“And the devil that deceived them was cast into the lake of fire and brimstone, where the beast and the false prophet are, and shall be tormented day and night for ever and ever. And I saw a great white throne, and him that sat on it, from whose face the earth and the heaven fled away; and there was found no place for them. And I saw the dead, small and great, stand before God; and the books were opened: and another book was opened, which is the book of life: and the dead were judged out of those things which were written in the books, according to their works. And the sea gave up the dead which were in it; and death and hell delivered up the dead which were in them: and they were judged every man according to their works. And death and hell were cast into the lake of fire. This is the second death. And whosoever was not found written in the book of life was cast into the lake of fire.” – Revelation 20:10-15.
“And he said unto me, It is done. I am Alpha and Omega, the beginning and the end. I will give unto him that is athirst of the fountain of the water of life freely. He that overcometh shall inherit all things; and I will be his God, and he shall be my son. But the fearful, and unbelieving, and the abominable, and murderers, and whoremongers, and sorcerers, and idolaters, and all liars, shall have their part in the lake which burneth with fire and brimstone: which is the second death.” – Revelation 21:6-8.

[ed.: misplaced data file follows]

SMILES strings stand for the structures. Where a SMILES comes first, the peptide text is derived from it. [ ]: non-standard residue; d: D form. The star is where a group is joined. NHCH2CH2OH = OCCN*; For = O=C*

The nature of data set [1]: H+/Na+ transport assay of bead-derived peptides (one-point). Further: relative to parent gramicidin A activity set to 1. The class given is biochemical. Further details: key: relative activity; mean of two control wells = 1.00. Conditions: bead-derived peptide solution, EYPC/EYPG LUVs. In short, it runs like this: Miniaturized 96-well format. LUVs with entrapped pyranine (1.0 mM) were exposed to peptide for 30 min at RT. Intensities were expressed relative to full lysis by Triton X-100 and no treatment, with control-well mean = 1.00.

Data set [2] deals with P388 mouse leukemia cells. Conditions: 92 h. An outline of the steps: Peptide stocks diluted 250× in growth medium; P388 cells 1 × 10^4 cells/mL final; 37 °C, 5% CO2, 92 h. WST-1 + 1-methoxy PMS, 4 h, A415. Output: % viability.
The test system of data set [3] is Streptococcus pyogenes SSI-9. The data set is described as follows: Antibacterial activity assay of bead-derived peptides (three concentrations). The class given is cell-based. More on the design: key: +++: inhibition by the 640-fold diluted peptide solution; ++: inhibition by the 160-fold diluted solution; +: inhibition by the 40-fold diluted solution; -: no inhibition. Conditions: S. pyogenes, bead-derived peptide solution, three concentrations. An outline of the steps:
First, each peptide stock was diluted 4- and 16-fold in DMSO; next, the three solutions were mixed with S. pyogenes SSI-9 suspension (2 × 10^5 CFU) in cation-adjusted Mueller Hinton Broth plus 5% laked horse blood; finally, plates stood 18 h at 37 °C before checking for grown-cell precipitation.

Regardless of our divergences on other issues, Presbyterians can certainly agree that baptism is all about grace. If we know anything that is distinctively Presbyterian, we know that God’s grace extended to us in Jesus Christ is prior to and calls forth our own response of faith. We know our relationship with God depends primarily on what God has done and only secondarily on what we may or may not do. As Presbyterians practice it, baptism is a powerful sacramental enactment of this truth. And because God’s gracious call precedes and evokes the human response of faith, it is normal for Christian parents who are active church members to present their children for baptism as infants or very young children.